From the outside, its reduced palette of materials and colours, together with a precise, geometrical use of shapes, stand out on their own and give the building a sculptural look and feel. On the inside, the clarity and serenity of the design are propagated through a strictly symmetrical construction, the use of near-natural materials like stone, wood and linoleum, and the colours black and white. Red elements are only employed in areas designed for communication, such as the cafeteria and lounges. American black cherry wood veneer was used for the wall panelling and desktop furnishings, and walnut for the parquet flooring in the reading rooms.

Spread across two floors, the generous foyer area is structured by two cubes, the upper levels of which are an inviting place to take a few minutes’ break. The three entrances and large glass frontage form a conscious connection with the urban environment, while the spacious forecourt plays an intermediary role between interior and exterior.

The artwork “Bullet Holes” by German-American artist Arun Kuplas is situated in the entrance hall. This piece references the immediate urban environment around the Grimm-Zentrum, as well as the history of Berlin and that of the University Library. It depicts details of the columns on Museum Island that have been scarred by the destruction of war, as well as sections of the facade at Dorotheenstraße 1, where the University Library administration used to be housed until its relocation to the Grimm-Zentrum.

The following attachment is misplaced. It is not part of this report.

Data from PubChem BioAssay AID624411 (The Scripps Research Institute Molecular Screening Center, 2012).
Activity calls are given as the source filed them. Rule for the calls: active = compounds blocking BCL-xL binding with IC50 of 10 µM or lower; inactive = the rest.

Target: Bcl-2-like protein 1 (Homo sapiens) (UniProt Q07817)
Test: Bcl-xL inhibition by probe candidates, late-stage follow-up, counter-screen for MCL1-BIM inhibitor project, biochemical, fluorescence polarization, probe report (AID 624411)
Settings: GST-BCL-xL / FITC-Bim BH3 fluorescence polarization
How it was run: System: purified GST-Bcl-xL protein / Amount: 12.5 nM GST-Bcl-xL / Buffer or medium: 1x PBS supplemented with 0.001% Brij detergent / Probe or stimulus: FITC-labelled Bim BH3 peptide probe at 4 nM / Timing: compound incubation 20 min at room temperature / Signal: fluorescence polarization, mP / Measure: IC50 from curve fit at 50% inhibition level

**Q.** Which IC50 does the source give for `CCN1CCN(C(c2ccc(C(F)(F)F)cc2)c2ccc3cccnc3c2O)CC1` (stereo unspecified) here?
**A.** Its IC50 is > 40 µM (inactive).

Reading terraces [© Photo Stefan Müller]



In the inner library area, matt black shelves and linoleum floors, as well as white walls, cast a glow on the warm, light red shades of the cherry wood veneer, while the black shelves are lit up in multi-coloured splendour by the myriad book spines.

Five levels of symmetrical workspaces, rising like terraces on both sides, form the centrepiece of the building. Here, acoustic insulation provided by glass doors and walls creates a particularly concentrated working atmosphere. The reading terraces, with their black cherry wood veneer and green linoleum desktops, together with reading lamps made from translucent, green marbled glass, constitute a successful, modern interpretation of the classic reading room. 

A glass ceiling made up of 82 individual elements affords an unobstructed view of the Berlin sky, and thereby creates a connection with the outside world.



Research reading room and seating in the library’s user area [© Photo Stefan Müller]